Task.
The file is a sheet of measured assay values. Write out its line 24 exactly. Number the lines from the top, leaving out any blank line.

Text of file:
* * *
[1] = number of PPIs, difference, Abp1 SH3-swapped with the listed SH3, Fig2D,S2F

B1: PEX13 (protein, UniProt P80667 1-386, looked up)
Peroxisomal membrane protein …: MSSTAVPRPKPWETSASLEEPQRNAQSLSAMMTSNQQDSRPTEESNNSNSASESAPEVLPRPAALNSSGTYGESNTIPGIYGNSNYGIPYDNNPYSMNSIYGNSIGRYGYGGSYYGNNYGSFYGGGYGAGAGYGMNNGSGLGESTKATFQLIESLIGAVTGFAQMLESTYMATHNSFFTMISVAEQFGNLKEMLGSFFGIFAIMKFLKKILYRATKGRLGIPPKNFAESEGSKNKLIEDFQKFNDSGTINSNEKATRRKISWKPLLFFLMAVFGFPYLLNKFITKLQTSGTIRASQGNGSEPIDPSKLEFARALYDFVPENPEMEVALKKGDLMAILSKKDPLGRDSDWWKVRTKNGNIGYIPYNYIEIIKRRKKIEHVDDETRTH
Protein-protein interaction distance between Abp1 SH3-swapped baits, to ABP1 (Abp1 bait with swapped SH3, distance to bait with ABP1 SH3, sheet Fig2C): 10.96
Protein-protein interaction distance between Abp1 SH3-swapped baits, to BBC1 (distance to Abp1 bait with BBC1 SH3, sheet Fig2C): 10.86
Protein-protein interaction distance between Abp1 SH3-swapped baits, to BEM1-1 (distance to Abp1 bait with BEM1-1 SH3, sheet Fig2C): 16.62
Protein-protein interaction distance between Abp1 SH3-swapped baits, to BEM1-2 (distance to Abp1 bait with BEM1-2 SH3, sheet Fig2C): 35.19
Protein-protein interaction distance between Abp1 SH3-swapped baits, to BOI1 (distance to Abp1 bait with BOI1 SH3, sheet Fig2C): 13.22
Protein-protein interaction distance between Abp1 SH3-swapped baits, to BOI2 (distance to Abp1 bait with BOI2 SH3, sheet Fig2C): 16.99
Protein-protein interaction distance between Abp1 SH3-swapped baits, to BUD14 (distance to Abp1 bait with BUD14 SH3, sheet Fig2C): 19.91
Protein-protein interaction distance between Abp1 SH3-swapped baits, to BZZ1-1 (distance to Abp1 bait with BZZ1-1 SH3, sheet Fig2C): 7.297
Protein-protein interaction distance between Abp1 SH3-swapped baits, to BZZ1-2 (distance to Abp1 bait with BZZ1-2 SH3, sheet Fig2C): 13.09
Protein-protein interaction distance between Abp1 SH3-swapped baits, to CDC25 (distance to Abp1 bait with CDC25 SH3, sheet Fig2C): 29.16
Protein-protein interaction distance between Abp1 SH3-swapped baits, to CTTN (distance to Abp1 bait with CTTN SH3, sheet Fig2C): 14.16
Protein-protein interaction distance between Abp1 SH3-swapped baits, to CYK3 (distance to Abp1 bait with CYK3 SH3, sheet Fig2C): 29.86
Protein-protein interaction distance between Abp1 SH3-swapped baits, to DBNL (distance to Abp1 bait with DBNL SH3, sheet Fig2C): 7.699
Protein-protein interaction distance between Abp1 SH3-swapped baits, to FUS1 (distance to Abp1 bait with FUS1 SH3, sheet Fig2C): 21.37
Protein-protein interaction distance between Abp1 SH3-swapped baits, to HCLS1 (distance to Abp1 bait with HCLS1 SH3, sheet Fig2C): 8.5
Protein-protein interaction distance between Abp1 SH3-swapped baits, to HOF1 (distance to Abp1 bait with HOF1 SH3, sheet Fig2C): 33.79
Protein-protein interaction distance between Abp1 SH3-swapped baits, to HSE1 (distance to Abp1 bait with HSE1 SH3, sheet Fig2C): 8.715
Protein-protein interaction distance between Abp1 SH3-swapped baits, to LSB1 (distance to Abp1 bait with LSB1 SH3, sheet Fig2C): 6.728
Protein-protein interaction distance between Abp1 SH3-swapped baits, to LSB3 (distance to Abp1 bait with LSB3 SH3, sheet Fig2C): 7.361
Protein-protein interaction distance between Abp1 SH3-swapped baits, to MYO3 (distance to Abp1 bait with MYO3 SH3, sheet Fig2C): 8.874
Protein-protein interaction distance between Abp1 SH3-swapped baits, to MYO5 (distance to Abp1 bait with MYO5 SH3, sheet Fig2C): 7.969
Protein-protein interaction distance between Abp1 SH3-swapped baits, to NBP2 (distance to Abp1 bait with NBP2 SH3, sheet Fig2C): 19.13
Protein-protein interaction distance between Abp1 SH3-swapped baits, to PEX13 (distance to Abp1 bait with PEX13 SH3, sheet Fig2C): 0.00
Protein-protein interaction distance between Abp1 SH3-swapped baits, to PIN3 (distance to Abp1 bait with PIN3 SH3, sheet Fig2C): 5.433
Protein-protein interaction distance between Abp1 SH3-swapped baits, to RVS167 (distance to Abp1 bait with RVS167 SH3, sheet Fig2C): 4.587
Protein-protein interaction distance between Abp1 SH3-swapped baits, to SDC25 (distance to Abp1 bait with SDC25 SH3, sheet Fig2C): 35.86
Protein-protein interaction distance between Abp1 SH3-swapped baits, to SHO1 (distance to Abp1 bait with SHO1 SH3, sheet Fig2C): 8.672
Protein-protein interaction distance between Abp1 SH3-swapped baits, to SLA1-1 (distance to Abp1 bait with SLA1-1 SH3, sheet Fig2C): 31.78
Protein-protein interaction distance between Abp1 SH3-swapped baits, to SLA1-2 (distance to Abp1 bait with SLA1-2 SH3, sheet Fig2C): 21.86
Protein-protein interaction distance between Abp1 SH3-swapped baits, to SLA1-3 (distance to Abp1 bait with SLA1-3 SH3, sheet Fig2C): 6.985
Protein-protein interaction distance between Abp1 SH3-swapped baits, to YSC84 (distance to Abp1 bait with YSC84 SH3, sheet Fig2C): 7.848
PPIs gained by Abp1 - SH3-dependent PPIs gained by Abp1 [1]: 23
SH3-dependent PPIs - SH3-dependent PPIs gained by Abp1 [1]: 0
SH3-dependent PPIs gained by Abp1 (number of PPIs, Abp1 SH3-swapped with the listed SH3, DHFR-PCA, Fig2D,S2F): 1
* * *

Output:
Protein-protein interaction distance between Abp1 SH3-swapped baits, to MYO5 (distance to Abp1 bait with MYO5 SH3, sheet Fig2C): 7.969